John Bunker Sands Wetland Center is part of the East Fork Wetland Project, in the Trinity River basin near Seagoville. The late John Bunker Sands recognized the importance of wetlands to the total environment and began restoring and developing man-made wetlands in 1980. Bunker’s primary concern in the creation of the wetlands was the health of the habitat and wildlife.

The wetlands provide beneficial values such as a habitat to migratory birds; short-term, high-quality grazing for livestock; and emergency fodder during periods of drought. They also supply an annual crawfish harvest. The wetlands include shallow-water seasonal emergent wetlands, shrub swamps, and flooded bottomland hardwood forests. Today 1,840 acres of land, part of the Seagoville Ranch, is being used by the North Texas Municipal Water District to clean and process water drawn from the adjacent East Fork of the Trinity River. The water is diverted into the wetland and eventually pumped to Lake Lavon, supplying water for 1.6 million residents in North Texas.

The Wetland Center educates the public and provides research opportunities in water quality and supply, wildlife management, and wetland systems. It is open to the public on the first and third Saturday of each month.

Information and Trail Map –


A pair of Bald Eagles began nesting on an electricity tower at the center in 2011. The nest was relocated to a new tower in 2014 as it was too close to a high voltage line for safety. The entire lower arm was re-attached to the new tower, including the 200 lb nest. This provides a safer nesting area and the Eagles have returned to the relocated nest every year since it was moved.

The Eagles arrived in late September 2016 and two eggs were laid in late January this year. Both eggs hatched in early March. New cameras were recently installed above the nest and provide an excellent view inside. Visit the Eagles page to view the live camera –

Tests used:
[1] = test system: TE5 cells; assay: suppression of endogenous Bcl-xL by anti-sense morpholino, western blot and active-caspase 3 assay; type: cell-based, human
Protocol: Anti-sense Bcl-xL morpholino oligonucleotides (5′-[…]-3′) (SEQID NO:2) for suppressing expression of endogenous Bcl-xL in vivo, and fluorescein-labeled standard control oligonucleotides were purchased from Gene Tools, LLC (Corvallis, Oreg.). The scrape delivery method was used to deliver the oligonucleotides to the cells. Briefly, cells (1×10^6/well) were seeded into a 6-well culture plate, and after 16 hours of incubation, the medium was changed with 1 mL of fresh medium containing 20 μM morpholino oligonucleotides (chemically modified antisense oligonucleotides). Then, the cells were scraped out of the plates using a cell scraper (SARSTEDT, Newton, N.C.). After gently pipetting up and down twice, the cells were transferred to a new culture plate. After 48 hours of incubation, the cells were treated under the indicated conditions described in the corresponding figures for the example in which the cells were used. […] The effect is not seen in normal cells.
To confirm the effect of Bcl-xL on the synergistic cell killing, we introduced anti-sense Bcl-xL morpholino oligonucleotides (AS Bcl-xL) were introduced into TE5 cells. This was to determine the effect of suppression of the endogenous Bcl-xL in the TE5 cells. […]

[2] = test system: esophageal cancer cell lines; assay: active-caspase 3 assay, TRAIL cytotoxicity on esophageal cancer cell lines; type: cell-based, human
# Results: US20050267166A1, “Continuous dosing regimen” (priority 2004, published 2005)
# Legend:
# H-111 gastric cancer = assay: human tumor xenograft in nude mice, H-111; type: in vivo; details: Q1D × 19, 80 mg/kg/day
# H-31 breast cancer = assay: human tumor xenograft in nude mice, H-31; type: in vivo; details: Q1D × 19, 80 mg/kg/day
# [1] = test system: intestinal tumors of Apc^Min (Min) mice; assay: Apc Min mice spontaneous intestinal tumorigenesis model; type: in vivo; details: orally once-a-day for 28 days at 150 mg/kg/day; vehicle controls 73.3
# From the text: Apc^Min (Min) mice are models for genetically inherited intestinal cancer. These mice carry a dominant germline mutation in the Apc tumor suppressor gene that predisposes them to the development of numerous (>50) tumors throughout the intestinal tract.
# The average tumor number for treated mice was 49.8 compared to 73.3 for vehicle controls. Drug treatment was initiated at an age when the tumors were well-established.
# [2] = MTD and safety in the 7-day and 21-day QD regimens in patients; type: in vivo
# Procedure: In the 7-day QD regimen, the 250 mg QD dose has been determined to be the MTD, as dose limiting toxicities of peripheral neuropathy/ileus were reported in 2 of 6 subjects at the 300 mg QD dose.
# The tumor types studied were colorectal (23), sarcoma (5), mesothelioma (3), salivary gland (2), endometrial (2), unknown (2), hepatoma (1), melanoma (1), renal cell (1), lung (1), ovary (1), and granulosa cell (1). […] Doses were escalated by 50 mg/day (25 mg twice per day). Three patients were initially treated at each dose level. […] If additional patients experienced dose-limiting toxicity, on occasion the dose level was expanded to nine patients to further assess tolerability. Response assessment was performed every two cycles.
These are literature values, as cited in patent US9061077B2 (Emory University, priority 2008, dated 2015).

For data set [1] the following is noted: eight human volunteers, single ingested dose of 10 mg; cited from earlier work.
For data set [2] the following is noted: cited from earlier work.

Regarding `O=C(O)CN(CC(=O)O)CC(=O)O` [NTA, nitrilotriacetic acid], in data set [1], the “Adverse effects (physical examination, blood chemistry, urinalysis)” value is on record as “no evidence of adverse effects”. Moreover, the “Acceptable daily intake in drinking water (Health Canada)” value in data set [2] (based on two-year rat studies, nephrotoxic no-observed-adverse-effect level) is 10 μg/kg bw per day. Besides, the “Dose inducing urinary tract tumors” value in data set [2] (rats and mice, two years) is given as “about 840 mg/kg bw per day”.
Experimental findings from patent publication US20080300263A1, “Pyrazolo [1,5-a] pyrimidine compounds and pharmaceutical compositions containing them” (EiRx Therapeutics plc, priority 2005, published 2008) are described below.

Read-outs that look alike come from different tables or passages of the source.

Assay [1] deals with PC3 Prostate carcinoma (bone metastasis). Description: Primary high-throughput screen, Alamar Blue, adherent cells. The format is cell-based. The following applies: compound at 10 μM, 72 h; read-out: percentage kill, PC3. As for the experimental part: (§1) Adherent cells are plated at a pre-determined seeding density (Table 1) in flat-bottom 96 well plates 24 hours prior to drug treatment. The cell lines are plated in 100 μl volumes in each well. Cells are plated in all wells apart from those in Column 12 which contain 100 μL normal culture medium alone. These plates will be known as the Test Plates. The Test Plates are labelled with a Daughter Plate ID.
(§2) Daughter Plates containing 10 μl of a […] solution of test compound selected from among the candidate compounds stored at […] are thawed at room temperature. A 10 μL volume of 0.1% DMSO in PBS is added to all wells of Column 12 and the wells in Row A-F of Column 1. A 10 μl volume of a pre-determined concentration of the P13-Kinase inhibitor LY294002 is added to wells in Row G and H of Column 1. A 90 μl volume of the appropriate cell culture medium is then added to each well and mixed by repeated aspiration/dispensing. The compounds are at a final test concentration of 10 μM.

My wife and I first visited the Wetland Center in late February last year – Shannon had never seen a Bald Eagle despite living here all her life and she was surprised to hear that they could be found in North Texas at all. I had never seen one either so were were delighted to observe an interesting sequence of events at the tower – the male Eagle brought sticks for the nest but the female rejected them so he dropped the sticks and flew away (apparently it’s usually the female who puts the sticks into the nest and she can be rather picky about what goes in there!).

Male arrives with sticks
Female leaves the nest to join the Male








Female scolds the Male
Male drops the sticks and flies away








This year we planned to visit the Wetland Center after the first Bald Eagle egg hatched as we thought we might spot some different behavior from the Eagles. Saturday 4th March turned out to be the first opportunity as one of the Eaglets had arrived just two days before. I wanted to shoot video so we were a little disappointed that the skies were overcast that morning. The center is only open to the public on two days each month so we decided to take a chance and go. It turned out to be the correct decision – the Eagles were active and despite the poor weather there was a good variety of other wildlife to be seen.

Turn on Annotations on YouTube to see the wildlife labels in the video.

Visit the website for more information or to plan a trip –



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